Saturday, August 31, 2013

The Many Faces of Exhaustion or Let a Sleeping Dog Lay

Most Boxers Have
high amounts of energy.
They run and play and create havoc
all day and everywhere they go.
By late afternoon, they should
look like this.....

Tuesday, August 13, 2013

A Wee Lesson in Body Language

Body Language:  noun  nonverbal, usually unconscious, communication through the use of postures, gestures, facial expressions, and the like

Dogs do have a verbal communication that we can sometimes decipher.  But most of their language is communicated in the posture of the body.  If we, as handlers, learned to read this language with a high degree of proficiency, we would be able to eliminate most of the issues humans have with our dogs.  To begin to understand, simply go to a dog park without your dog and observe how the other dogs are communicating.  Another good place to watch the language of dog in on TV.  There is a new channel now just for dogs and you can see some dogs interacting.   You will see a dog approach another.  Sometimes the dog will turn it's back to another.  Sometimes they will approach, not in a straight line;  but almost a semi circle. Sometimes a dog will stop it's approach and simply stand there.  Some dogs will put their head down and begin to sniff the ground while others might yawn or turn their head or begin to lick or even drool excessively.  

All of these actions {and there are many more} mean something.  I'm not a threat.  I'm scared of you.  I want to play.  I'm too nervous.  You may approach.  You may not approach.  Any dog who gets on great at a dog park is pretty well versed and fluent in this language.  And they know when to play and when to back off.  But there are many dogs who can never go to a dog park simply because they don't read the language well or because they are really too frightened to deal with all the activity.  My Malcolm is one such dog.

I haven't figured out if it's because he is very slow to mature (he was the runt of the litter) or because he is simply too frightened.  But I do know that he's not fluent in dog language.  That is, he doesn't read it well and get how he should react.  He's very good at giving the signals himself though.  As most of you know, he was frightened at a young age by 3 charging miniature schnauzers.  He was very scared and since then has been lunging at small dogs every chance he gets.  I've been working with an animal behaviorist and many other dog trainers and doing research on my own to try and correct this nightmarish problem.  He has good days and bad, like all of us, but he's generally getting better and better.  Or, more correctly, I am getting better and better at seeing what's happening and reacting properly.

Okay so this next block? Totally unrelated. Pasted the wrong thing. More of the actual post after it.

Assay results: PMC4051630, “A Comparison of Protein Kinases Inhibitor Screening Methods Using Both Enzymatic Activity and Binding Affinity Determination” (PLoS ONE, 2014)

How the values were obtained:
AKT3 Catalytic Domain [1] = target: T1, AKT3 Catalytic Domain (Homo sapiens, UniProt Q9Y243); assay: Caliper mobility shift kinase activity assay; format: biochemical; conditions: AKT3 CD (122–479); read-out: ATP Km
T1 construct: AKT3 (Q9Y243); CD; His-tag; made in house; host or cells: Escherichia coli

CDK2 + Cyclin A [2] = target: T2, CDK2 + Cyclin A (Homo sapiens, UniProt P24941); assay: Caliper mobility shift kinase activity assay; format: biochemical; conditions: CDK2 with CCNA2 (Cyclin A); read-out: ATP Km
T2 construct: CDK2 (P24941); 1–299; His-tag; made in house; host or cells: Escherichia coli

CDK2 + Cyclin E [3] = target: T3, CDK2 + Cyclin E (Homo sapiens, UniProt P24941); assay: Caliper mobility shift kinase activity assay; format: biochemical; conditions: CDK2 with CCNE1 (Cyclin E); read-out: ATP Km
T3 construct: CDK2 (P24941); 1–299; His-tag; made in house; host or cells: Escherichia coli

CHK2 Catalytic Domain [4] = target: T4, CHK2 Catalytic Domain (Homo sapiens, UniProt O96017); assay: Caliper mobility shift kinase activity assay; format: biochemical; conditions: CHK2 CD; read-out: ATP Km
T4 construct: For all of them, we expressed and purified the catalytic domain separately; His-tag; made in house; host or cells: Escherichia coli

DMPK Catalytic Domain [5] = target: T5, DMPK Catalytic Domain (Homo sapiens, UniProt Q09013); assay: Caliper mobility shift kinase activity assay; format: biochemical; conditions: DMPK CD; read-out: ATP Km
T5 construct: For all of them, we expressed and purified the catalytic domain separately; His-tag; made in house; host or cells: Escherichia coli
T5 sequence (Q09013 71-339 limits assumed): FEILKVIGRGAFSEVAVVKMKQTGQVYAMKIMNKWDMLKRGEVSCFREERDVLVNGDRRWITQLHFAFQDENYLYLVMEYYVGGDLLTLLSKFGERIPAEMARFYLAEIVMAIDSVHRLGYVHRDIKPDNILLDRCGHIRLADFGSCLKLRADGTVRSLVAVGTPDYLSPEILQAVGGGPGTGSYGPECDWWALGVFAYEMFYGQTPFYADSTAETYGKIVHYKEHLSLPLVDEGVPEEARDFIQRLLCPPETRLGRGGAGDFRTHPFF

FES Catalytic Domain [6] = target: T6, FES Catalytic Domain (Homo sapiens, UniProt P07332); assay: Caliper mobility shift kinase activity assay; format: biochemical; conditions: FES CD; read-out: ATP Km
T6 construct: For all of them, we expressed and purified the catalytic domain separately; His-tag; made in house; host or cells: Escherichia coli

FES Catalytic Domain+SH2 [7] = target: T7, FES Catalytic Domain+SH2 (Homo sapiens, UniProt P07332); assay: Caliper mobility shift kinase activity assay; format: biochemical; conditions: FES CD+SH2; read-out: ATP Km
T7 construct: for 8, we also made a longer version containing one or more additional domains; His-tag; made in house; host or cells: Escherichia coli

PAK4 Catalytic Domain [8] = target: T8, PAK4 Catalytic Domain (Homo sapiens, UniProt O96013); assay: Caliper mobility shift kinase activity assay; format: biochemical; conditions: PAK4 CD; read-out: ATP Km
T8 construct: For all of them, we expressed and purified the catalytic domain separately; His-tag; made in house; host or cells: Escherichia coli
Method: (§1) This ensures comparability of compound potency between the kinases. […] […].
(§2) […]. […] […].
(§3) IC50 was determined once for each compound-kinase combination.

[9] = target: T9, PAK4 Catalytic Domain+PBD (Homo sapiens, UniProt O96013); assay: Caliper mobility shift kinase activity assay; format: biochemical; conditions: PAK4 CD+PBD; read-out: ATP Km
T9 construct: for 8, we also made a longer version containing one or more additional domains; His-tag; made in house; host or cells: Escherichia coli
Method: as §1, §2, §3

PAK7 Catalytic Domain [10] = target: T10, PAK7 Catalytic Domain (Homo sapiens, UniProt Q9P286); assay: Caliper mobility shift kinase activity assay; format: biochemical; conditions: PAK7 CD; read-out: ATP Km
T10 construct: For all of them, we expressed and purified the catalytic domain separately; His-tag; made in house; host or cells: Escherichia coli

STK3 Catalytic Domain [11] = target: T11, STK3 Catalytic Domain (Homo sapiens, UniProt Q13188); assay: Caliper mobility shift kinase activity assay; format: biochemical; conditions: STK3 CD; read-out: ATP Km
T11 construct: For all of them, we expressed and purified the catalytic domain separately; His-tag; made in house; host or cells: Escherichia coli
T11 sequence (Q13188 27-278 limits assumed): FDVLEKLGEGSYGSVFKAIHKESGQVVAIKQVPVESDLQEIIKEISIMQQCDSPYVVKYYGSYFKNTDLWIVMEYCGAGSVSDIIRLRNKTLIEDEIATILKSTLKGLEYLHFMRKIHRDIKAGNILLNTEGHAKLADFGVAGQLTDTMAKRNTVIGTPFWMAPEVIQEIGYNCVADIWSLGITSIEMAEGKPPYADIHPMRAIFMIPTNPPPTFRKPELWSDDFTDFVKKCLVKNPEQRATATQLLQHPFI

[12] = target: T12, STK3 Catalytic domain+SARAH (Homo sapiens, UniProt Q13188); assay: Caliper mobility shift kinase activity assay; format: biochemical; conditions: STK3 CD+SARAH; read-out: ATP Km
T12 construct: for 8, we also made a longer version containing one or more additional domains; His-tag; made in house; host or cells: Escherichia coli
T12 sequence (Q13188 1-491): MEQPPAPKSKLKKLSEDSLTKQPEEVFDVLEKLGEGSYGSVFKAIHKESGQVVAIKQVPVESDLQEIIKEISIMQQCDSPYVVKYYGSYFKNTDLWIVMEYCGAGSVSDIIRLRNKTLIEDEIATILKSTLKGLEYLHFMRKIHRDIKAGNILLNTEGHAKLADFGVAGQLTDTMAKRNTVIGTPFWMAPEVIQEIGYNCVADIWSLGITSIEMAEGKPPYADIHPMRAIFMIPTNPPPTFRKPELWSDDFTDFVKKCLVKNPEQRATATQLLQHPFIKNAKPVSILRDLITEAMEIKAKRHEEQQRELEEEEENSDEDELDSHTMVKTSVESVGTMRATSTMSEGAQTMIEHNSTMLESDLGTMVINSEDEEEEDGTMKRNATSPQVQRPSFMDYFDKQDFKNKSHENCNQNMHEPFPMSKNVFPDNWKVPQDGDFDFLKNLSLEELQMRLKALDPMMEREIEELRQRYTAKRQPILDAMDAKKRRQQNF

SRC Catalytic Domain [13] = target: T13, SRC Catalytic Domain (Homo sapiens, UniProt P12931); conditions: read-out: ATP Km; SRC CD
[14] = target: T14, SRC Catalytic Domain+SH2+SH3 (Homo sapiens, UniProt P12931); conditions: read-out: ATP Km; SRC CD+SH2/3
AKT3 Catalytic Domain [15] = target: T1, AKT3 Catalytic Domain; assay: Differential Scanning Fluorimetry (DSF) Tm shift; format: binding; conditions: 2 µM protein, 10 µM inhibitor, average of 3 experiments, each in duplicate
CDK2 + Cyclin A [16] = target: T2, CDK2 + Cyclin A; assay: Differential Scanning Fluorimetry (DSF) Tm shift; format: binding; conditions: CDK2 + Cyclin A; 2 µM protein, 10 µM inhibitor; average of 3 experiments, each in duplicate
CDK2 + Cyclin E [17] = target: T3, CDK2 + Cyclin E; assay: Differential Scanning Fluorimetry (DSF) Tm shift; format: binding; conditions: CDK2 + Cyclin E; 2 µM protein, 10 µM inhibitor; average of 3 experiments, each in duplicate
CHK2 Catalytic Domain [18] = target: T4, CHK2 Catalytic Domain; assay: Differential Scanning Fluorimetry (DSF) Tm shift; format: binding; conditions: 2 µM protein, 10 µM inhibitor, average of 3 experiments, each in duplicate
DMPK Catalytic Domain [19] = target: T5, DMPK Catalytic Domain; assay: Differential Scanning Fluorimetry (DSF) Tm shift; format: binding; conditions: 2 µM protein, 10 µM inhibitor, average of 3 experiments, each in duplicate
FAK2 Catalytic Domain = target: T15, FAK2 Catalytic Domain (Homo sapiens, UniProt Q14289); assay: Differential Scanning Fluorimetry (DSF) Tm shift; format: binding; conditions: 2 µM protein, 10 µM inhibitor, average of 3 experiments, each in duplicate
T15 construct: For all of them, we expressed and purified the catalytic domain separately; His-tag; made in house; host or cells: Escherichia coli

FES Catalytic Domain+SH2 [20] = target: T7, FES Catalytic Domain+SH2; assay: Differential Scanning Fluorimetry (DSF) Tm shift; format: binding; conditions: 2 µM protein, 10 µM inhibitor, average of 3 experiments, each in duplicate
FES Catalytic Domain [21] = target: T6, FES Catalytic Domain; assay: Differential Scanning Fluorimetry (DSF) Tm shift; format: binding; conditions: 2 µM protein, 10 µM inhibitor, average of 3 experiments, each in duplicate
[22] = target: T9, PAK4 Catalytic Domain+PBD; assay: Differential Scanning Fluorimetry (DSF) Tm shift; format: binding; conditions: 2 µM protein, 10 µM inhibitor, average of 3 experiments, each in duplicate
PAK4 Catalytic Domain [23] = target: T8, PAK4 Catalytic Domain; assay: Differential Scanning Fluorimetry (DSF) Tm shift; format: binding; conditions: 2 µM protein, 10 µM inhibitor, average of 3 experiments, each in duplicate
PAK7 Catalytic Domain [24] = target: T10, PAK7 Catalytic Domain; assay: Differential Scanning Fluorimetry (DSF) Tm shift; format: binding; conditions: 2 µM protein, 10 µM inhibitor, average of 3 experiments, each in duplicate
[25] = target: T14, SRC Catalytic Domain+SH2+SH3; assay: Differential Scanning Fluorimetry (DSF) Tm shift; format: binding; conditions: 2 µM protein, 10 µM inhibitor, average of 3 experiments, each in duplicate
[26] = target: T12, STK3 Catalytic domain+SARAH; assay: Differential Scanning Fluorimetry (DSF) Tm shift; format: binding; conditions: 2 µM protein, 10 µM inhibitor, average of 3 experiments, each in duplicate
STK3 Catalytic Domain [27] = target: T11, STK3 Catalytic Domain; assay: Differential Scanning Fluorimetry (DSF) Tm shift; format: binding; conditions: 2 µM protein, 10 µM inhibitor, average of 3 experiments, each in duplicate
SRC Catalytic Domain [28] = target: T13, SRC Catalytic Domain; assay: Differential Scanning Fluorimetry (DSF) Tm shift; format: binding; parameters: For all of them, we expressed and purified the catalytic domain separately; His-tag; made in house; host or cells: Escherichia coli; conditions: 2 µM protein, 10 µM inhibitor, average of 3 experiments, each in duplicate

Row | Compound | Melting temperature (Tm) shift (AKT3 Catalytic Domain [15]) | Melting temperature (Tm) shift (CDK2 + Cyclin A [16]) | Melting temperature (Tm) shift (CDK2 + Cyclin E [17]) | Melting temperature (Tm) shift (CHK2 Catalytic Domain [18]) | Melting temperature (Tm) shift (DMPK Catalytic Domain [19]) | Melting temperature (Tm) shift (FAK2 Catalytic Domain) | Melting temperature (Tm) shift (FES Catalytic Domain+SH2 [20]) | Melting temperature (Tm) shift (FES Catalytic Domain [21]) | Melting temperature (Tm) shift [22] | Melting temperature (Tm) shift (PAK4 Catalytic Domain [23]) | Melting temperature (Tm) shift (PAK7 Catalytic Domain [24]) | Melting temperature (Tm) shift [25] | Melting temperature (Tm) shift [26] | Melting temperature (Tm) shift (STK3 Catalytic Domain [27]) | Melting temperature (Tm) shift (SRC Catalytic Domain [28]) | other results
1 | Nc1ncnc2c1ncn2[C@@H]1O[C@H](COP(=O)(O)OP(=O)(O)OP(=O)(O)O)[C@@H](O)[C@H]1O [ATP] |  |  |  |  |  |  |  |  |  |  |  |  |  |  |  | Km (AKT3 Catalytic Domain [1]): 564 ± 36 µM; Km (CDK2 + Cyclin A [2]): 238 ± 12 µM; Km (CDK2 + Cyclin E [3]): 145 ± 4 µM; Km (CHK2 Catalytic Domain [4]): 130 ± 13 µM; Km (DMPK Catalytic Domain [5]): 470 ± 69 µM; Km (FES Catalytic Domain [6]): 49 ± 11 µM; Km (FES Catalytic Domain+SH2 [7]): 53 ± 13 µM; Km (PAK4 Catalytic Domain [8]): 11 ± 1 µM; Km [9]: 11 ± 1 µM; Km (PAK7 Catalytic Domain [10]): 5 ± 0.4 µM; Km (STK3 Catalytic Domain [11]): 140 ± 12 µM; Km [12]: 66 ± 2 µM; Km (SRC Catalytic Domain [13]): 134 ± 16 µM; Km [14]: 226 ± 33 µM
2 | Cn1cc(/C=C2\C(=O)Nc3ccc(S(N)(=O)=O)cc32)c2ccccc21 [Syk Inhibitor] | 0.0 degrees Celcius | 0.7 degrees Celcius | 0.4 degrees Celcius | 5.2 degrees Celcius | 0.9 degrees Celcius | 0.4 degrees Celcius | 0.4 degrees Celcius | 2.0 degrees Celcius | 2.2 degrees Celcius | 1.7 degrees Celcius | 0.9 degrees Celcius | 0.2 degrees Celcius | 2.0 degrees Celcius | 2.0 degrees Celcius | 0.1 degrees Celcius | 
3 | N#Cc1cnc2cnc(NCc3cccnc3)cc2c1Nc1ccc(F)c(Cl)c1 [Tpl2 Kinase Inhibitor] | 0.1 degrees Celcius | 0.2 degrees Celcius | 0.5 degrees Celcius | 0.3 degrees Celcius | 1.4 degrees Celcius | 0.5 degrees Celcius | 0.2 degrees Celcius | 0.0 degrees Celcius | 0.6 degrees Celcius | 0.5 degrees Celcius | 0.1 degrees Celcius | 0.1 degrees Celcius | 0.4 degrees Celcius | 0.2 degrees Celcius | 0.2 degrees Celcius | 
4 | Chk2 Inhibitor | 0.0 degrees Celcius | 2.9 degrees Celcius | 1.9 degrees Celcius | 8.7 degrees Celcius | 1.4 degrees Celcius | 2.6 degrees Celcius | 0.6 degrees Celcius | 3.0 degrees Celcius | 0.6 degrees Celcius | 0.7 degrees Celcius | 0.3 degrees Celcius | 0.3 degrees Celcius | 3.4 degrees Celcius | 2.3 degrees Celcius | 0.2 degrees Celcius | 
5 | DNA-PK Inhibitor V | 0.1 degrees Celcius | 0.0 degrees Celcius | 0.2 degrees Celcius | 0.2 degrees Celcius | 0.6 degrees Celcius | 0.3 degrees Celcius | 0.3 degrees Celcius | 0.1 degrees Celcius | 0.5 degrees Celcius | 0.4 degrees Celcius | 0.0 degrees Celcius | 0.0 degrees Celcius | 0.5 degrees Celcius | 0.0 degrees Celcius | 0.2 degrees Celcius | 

In addition to being frightened by the small dogs, I took bad advice and over corrected him in these situations.  (You know, we all pick dogs that are similar to us in some respect.  If you think a Boxer is bull headed, you should meet me.)  Not realizing how sensitive he was, I made the situation worse.  My over correcting resulted in him being frightened of new people and new sounds and new situations.  So he's been scared of almost everything for a while.  

When it finally got through to my brain that he was sensitive, I took an extremely opposite approach.  Now, when I need to correct him, (and it's not that often any more), I actually slap him on the chest with my flat fingers.  He's highly insulted by that and immediately will correct himself from what ever unwanted behavior is happening.  He simply can not fathom that his Mom, who he knows loves him, would slap him with her hand.  Forget prong collars and harnesses.  They did nothing for him.  But a little slap wakes him up out of what ever it is that he's focused on.

We recently went on a trip to the mountains and of course, Malcolm was nervous to go on hikes in unfamiliar places and meet new people.  And of course, when you go camping, there are dogs galore.  It was a good opportunity to  work him and expose him to new things.  I spent some time in each campground just sitting and holding his tail up into a neutral position and rubbing his belly to calm him down.  When he was relaxed, he would start to sniff the ground and walk a bit and then we went back to our camp.  It seemed to help him.

McKenzie was stressed out as we drove down the highway, because I wouldn't let her in my lap.  She panted and calmed herself down.

Here are some pictures and a video.  You can assess the body language yourself and see what you think.  Look at your dog and watch closely other dogs and see if you can begin to understand what they are telling you.

A great resource that will get you hooked on listening to dogs is this book which is sold on Amazon.  (I don't sell it myself, I just like it and give you the link).